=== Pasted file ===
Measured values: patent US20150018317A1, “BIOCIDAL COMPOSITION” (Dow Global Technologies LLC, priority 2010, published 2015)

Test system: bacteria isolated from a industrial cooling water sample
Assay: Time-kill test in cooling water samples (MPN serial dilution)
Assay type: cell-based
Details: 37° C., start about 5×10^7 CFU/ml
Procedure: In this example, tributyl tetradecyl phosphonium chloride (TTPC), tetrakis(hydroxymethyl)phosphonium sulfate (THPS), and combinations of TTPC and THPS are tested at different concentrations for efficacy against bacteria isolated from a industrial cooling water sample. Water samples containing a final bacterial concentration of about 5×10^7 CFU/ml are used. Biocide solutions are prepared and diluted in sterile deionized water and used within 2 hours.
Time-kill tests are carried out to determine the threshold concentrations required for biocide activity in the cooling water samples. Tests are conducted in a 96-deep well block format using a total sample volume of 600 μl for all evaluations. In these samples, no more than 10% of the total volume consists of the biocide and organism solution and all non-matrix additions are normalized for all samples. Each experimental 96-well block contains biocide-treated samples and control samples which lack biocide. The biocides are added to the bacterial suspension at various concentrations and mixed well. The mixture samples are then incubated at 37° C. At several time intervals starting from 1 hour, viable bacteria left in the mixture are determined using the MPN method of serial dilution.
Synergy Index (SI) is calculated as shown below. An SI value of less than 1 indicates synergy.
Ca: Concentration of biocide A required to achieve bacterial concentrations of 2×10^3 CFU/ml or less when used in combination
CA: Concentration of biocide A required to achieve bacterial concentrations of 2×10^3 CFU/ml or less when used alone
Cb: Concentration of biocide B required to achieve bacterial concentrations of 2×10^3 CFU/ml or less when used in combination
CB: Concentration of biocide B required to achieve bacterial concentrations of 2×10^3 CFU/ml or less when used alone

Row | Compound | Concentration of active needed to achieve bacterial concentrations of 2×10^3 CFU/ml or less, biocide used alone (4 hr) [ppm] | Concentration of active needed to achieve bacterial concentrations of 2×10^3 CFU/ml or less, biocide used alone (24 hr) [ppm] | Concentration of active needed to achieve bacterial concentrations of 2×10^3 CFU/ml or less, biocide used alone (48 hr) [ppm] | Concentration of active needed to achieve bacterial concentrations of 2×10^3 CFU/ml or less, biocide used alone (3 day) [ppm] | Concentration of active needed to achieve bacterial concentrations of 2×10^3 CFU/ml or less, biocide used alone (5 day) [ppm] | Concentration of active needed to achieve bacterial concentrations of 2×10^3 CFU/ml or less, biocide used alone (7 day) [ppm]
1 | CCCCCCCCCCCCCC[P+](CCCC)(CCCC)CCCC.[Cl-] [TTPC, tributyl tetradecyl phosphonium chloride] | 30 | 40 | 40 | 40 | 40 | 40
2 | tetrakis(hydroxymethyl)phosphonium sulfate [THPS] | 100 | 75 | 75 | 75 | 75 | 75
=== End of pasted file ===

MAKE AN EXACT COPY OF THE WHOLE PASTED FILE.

Measured values: patent US20150018317A1, “BIOCIDAL COMPOSITION” (Dow Global Technologies LLC, priority 2010, published 2015)

Test system: bacteria isolated from a industrial cooling water sample
Assay: Time-kill test in cooling water samples (MPN serial dilution)
Assay type: cell-based
Details: 37° C., start about 5×10^7 CFU/ml
Procedure: In this example, tributyl tetradecyl phosphonium chloride (TTPC), tetrakis(hydroxymethyl)phosphonium sulfate (THPS), and combinations of TTPC and THPS are tested at different concentrations for efficacy against bacteria isolated from a industrial cooling water sample. Water samples containing a final bacterial concentration of about 5×10^7 CFU/ml are used. Biocide solutions are prepared and diluted in sterile deionized water and used within 2 hours.
Time-kill tests are carried out to determine the threshold concentrations required for biocide activity in the cooling water samples. Tests are conducted in a 96-deep well block format using a total sample volume of 600 μl for all evaluations. In these samples, no more than 10% of the total volume consists of the biocide and organism solution and all non-matrix additions are normalized for all samples. Each experimental 96-well block contains biocide-treated samples and control samples which lack biocide. The biocides are added to the bacterial suspension at various concentrations and mixed well. The mixture samples are then incubated at 37° C. At several time intervals starting from 1 hour, viable bacteria left in the mixture are determined using the MPN method of serial dilution.
Synergy Index (SI) is calculated as shown below. An SI value of less than 1 indicates synergy.
Ca: Concentration of biocide A required to achieve bacterial concentrations of 2×10^3 CFU/ml or less when used in combination
CA: Concentration of biocide A required to achieve bacterial concentrations of 2×10^3 CFU/ml or less when used alone
Cb: Concentration of biocide B required to achieve bacterial concentrations of 2×10^3 CFU/ml or less when used in combination
CB: Concentration of biocide B required to achieve bacterial concentrations of 2×10^3 CFU/ml or less when used alone

Row | Compound | Concentration of active needed to achieve bacterial concentrations of 2×10^3 CFU/ml or less, biocide used alone (4 hr) [ppm] | Concentration of active needed to achieve bacterial concentrations of 2×10^3 CFU/ml or less, biocide used alone (24 hr) [ppm] | Concentration of active needed to achieve bacterial concentrations of 2×10^3 CFU/ml or less, biocide used alone (48 hr) [ppm] | Concentration of active needed to achieve bacterial concentrations of 2×10^3 CFU/ml or less, biocide used alone (3 day) [ppm] | Concentration of active needed to achieve bacterial concentrations of 2×10^3 CFU/ml or less, biocide used alone (5 day) [ppm] | Concentration of active needed to achieve bacterial concentrations of 2×10^3 CFU/ml or less, biocide used alone (7 day) [ppm]
1 | CCCCCCCCCCCCCC[P+](CCCC)(CCCC)CCCC.[Cl-] [TTPC, tributyl tetradecyl phosphonium chloride] | 30 | 40 | 40 | 40 | 40 | 40
2 | tetrakis(hydroxymethyl)phosphonium sulfate [THPS] | 100 | 75 | 75 | 75 | 75 | 75